This study tested the effectiveness of a brief computer-tailored intervention to increase provision of smoking cessation counseling by physicians and the quit rate among their patients who smoke. Our primary finding is that physicians who received the intervention were more likely to perform the 5As. Specifically, the intervention increased the rate at which physicians advised patients to quit, and more than doubled the rate at which they assessed readiness to quit, assisted in quitting, and arranged follow-up. All “assist” and “arrange” activities, those that have been shown to be most problematic in terms of physician adherence,6,8
were significantly increased by the intervention.
Despite the large intervention effect on physician 5A performance, 6-month smoking cessation rates were only modestly higher among patients who received the intervention, an effect that approached but did not reach statistical significance. The intervention did result in longer quit attempts, one of the strongest determinants of cessation success,28
and greater stage-of-change forward movement, which have been associated with enhanced quit attempts.19
The 12% quit rate observed among intervention patients is consistent with quit rates achieved by other interventions in primary care settings.29–32
However, the control group cessation rate (8%) was higher than that predicted by secular trends,33
resulting in a small between-group difference and treatment effect. One factor that may have contributed to the relatively high control-group quit rate is that smokers in the control condition were exposed to an active treatment ingredient. Namely, as part of the assessment, patients were asked about their smoking status and assessed for readiness to quit, which are two of the 5As. The assessment may have sensitized smokers in the control group to consider quitting smoking.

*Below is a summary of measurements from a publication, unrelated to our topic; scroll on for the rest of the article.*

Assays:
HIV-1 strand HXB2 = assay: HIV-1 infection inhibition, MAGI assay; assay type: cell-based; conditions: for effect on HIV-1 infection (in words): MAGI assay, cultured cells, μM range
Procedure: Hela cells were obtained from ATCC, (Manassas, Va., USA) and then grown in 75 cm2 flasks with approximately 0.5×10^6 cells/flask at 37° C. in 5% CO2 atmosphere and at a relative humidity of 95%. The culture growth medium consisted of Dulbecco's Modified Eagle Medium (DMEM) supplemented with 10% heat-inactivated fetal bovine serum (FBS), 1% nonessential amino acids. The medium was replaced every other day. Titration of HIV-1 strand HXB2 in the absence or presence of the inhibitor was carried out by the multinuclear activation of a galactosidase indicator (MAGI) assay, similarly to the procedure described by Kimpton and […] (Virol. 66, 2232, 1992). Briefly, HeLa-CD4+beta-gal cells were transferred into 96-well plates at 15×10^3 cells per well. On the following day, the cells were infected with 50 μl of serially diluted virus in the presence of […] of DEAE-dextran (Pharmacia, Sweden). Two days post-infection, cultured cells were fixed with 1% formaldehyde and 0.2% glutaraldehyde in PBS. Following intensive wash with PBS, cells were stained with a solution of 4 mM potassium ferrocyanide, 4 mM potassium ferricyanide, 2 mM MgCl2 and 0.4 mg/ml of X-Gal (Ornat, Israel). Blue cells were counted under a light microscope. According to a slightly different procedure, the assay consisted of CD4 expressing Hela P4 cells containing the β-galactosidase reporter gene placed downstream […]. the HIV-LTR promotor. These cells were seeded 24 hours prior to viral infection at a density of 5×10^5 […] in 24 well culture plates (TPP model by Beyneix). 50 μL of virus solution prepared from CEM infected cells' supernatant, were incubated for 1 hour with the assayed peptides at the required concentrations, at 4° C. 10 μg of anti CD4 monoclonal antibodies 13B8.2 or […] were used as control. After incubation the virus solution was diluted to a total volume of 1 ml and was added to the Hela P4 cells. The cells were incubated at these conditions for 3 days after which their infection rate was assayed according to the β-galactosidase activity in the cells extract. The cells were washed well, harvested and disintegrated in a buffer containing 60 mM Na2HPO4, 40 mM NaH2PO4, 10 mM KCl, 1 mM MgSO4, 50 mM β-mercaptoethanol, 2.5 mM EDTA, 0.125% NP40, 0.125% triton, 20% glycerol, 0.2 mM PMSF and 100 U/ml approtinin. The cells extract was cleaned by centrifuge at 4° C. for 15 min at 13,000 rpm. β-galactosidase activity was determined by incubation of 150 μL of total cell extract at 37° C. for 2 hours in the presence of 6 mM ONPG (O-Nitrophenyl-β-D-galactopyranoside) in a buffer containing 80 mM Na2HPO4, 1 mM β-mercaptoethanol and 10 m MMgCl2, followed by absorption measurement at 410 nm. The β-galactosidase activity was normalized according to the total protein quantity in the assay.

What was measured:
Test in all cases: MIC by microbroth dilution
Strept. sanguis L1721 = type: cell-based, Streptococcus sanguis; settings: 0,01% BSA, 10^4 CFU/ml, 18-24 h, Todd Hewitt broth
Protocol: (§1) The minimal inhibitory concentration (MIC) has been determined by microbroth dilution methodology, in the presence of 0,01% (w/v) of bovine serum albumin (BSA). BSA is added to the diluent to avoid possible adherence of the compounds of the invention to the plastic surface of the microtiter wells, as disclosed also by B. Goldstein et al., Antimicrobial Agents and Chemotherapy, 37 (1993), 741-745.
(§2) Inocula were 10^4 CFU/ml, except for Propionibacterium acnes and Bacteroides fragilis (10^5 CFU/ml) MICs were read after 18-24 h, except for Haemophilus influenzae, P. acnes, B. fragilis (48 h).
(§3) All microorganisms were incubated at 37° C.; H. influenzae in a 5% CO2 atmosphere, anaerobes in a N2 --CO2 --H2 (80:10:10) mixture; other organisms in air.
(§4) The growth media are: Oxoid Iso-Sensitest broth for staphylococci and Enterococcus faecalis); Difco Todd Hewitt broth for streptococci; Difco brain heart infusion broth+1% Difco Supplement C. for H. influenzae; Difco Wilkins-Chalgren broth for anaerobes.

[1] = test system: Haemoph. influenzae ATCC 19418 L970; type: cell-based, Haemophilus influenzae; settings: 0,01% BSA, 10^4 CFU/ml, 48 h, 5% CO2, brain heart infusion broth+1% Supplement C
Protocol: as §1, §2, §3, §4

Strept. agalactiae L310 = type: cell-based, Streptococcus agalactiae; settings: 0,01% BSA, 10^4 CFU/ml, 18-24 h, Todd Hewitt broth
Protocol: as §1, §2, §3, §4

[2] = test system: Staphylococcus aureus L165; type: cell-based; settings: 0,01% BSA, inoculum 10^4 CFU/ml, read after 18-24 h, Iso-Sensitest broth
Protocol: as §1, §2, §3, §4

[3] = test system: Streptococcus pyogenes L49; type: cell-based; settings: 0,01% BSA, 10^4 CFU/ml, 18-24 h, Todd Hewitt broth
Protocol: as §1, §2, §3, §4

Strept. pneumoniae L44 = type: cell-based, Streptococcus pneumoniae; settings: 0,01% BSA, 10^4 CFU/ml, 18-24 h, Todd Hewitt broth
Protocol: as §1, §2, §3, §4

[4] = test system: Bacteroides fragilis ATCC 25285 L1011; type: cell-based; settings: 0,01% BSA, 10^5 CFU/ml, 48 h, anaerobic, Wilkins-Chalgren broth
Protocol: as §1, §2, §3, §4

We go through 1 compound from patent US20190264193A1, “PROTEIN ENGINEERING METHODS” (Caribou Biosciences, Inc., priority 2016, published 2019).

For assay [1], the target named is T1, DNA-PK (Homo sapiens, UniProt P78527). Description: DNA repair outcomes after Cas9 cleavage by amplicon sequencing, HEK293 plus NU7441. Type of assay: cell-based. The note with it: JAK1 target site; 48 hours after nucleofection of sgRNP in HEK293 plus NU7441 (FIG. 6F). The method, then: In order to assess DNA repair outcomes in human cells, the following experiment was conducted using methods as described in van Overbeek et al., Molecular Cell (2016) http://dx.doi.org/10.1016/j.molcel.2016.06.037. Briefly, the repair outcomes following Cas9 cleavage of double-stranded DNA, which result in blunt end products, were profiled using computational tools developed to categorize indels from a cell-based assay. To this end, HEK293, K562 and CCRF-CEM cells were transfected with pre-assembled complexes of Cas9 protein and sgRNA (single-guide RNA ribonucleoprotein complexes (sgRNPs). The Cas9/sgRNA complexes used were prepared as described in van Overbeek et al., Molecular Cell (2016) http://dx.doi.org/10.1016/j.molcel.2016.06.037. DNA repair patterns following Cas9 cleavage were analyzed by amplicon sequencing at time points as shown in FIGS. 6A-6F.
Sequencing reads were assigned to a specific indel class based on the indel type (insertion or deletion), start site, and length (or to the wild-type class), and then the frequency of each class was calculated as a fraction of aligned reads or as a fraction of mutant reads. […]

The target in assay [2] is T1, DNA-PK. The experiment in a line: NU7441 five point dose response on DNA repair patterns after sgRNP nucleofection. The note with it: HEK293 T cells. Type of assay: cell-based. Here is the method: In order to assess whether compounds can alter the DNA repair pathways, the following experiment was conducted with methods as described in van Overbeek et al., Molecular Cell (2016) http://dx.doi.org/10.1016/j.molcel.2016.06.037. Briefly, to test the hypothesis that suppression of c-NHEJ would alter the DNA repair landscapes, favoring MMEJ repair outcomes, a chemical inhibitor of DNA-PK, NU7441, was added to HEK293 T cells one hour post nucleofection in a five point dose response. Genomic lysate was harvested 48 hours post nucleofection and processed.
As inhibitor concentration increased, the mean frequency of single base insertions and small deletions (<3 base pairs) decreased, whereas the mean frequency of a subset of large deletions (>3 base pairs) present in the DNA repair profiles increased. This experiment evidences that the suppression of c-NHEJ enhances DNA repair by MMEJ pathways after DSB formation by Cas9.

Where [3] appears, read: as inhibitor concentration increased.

Another possible reason for the small cessation effect is the less than anticipated sample size and consequent reduction in statistical power to detect group differences. The average patient caseload per physician was lower than that expected on the basis of focus groups conducted before study commencement. In addition, the proportion of patients identified as smokers (15%) was significantly less than the expected 20–30% found in other primary care studies29,34
and less than the estimated 25% smoking prevalence in NYC when the study was designed. Thus, we did not attain our intended enrollment target. The low smoking base rate in the current study may reflect the 11% smoking prevalence decline observed in NYC, presumably attributable to comprehensive citywide tobacco control measures that were implemented concurrently.35
An important limitation of this study is that a minority of the physicians contacted to participate were enrolled because a large proportion refused participation or could not be reached. Although demographic information on nonparticipators is not available, physicians in the current study may be a highly select group.